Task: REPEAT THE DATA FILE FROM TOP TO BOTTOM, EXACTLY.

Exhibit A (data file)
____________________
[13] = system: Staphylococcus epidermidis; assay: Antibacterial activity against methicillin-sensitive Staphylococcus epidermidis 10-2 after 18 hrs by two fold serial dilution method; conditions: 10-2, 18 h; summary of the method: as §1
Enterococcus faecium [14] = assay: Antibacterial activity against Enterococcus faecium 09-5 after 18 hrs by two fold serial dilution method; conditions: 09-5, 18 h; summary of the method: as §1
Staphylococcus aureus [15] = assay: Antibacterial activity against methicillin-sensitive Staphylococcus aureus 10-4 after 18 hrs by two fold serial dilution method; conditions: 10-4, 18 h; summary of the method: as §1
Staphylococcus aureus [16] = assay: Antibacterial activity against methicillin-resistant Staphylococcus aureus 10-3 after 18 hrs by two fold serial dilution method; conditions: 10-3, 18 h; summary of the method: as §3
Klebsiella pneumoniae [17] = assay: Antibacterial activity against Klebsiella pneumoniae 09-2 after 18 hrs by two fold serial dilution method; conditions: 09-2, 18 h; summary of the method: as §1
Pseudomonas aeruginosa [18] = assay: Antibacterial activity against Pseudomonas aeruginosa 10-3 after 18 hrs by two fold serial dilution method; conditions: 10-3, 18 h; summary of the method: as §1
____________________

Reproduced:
[13] = system: Staphylococcus epidermidis; assay: Antibacterial activity against methicillin-sensitive Staphylococcus epidermidis 10-2 after 18 hrs by two fold serial dilution method; conditions: 10-2, 18 h; summary of the method: as §1
Enterococcus faecium [14] = assay: Antibacterial activity against Enterococcus faecium 09-5 after 18 hrs by two fold serial dilution method; conditions: 09-5, 18 h; summary of the method: as §1
Staphylococcus aureus [15] = assay: Antibacterial activity against methicillin-sensitive Staphylococcus aureus 10-4 after 18 hrs by two fold serial dilution method; conditions: 10-4, 18 h; summary of the method: as §1
Staphylococcus aureus [16] = assay: Antibacterial activity against methicillin-resistant Staphylococcus aureus 10-3 after 18 hrs by two fold serial dilution method; conditions: 10-3, 18 h; summary of the method: as §3
Klebsiella pneumoniae [17] = assay: Antibacterial activity against Klebsiella pneumoniae 09-2 after 18 hrs by two fold serial dilution method; conditions: 09-2, 18 h; summary of the method: as §1
Pseudomonas aeruginosa [18] = assay: Antibacterial activity against Pseudomonas aeruginosa 10-3 after 18 hrs by two fold serial dilution method; conditions: 10-3, 18 h; summary of the method: as §1